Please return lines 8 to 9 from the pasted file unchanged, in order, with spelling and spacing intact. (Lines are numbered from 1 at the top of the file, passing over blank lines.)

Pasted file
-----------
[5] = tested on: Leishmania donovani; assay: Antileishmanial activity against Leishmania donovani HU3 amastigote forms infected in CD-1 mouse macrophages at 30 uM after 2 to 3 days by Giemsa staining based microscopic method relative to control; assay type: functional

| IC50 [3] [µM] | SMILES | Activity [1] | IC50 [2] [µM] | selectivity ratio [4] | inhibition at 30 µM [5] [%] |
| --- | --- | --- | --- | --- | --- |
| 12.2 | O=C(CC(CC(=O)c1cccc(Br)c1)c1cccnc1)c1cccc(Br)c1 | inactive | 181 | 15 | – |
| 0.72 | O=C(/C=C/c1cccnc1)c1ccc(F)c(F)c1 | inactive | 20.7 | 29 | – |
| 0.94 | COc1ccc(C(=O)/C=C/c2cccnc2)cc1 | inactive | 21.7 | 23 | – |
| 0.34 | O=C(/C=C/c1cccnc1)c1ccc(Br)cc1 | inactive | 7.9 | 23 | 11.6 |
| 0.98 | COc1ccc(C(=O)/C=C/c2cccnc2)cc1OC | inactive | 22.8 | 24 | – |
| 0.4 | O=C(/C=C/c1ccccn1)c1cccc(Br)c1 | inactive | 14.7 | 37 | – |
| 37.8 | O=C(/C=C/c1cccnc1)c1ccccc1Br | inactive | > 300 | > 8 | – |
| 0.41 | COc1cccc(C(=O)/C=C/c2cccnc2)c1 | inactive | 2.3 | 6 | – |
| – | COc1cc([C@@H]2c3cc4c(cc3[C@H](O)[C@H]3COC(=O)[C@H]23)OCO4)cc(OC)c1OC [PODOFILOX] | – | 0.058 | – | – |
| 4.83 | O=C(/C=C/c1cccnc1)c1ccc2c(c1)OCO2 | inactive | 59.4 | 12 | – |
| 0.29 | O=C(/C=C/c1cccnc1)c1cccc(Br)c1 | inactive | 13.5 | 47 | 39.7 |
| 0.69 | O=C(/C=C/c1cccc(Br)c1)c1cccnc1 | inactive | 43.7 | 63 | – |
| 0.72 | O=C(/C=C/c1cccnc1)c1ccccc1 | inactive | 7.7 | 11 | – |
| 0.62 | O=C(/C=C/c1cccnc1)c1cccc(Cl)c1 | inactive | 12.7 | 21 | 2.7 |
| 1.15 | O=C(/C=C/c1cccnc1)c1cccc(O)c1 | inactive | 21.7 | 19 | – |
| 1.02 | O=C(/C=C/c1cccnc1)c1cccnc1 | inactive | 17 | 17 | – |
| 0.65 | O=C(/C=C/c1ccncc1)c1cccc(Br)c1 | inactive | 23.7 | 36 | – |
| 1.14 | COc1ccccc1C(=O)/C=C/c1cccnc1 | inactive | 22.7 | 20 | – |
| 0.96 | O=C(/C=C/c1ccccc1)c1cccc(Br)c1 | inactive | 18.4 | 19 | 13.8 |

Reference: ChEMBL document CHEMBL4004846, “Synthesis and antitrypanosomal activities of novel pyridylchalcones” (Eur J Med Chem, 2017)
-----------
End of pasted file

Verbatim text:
| 0.98 | COc1ccc(C(=O)/C=C/c2cccnc2)cc1OC | inactive | 22.8 | 24 | – |
| 0.4 | O=C(/C=C/c1ccccn1)c1cccc(Br)c1 | inactive | 14.7 | 37 | – |